Botany The kissing under the missletoe.

Discussion in 'Botany' started by JcMinJapan, Oct 12, 2004.

  1. JcMinJapan

    JcMinJapan Premium Member

    I was inspired by HelenHeavens More Amazing Facts. :D
    The kissing under the mistletoe tradition originated from the Druids.

    This is such a neat history of the tradition of the plant.

    The ancient Druids considered the mistletoe to be a sacred plant and believed it had miraculous powers which could cure illnesses, serve as an antidote against poisons, ensure fertility and protect against the ill effects of witchcraft. It was also believed that the mistletoe was an aphrodisiac or a sexual symbol.

    From these strange beliefs has come the modern-day custom of hanging a ball of mistletoe from the ceiling and exchanging kisses under it as a sign of friendship and goodwill.

    The tradition of smooching under the mistletoe descends from the customs of several different cultures. For instance, exchanging kisses under the mistletoe was a tradition of Greek festivals and marital ceremonies. If a couple in love exchanges a kiss under the mistletoe, it is interpreted as a promise to marry, as well as a prediction of happiness and long life.

    The Anglo-Saxons associated the powers of the mistletoe to the legend of Freya, the goddess of love, beauty and fertility. According to the legend, a man had to kiss any young girl who, without realizing it, found herself accidentally under a sprig of mistletoe hanging from the ceiling. Guys would pluck a berry when they smooched the girls and when the last berry was gone, there would be no more kissing!

    In France, the custom linked to the mistletoe was reserved for New Year's Day: "Au gui l'An neuf"--Mistletoe for the New Year.

    Today, kisses can be exchanged under the mistletoe any time during the holiday season.
    Did you know?

    Although the mistletoe is considered to be the seed of love, the common name of the plant is derived from the ancient belief that mistletoe grew from bird droppings. This strange belief was related to the ancient principle that life could spring spontaneously from dung.

    In ancient times, people observed that mistletoe appeared on a branch or twig where birds had left droppings. "Mistel" is the Anglo-Saxon word for "dung," and "tan" is the word for "twig". So, mistletoe actually means "dung-on-a-twig". What a strange meaning for a plant that is supposed to bring love and happiness!

    In Scandinavia, mistletoe was considered a plant of peace, under which enemies could declare a truce or warring spouses kiss and make-up. Whenever enemies met under the mistletoe in the forest, they had to lay down their arms and observe a truce until the next day.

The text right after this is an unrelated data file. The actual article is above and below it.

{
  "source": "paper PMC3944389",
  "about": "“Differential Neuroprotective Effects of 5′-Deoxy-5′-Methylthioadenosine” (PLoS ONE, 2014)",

Today's custom of using mistletoe to decorate houses at Christmas is a survival of European beliefs and traditions. In Europe, branches of mistletoe were hung from ceilings to ward off evil spirits. In some countries, they were placed over house and stable doors to prevent the entrance of witches.

    Talen from

    The Plant itself:

    American mistletoe refers to a single one of the more than 200 species of the genus Phoradendron.

    Although the berries of both American and European mistletoe have long been considered poisonous, the leaves, in the form of a tea, have a considerable reputation as a home remedy. The reputed uses of the two plants are as different as their names. American mistletoe is believed to stimulate smooth muscles, causing a rise in blood pressure and increased uterine and intestinal contractions. European mistletoe has precisely the opposite reputation of reducing blood pressure and acting as an antispasmodic and calmative agent.

    Extracts of European mistletoe are sometimes employed in Germany in the treatment of malignant tumors. A sterile solution, available commercially, is injected either intravenously or into the tumor itself to provide palliative treatment for certain types of cancer. The drug has not been approved for use in the United States.

    The debate over just how toxic certain parts of the plant is still raging. I would not recommend using the plant as part of a home remedy. We do not want anyone accidently dieing on now. ;)
  2. pineappleupsidedown

    pineappleupsidedown Premium Member

    Mistletoe is also a parsite. It grows in the crooks of trees and eventually kills them.

    --is this the predessesor to food-on-a-stick?
    --ironic if mistletoe is posionous, huh?

    You are also supposed to remove a berry from the mistletoe branch whenever two kiss. When there are no more berries, the kissing should stop...or not ;)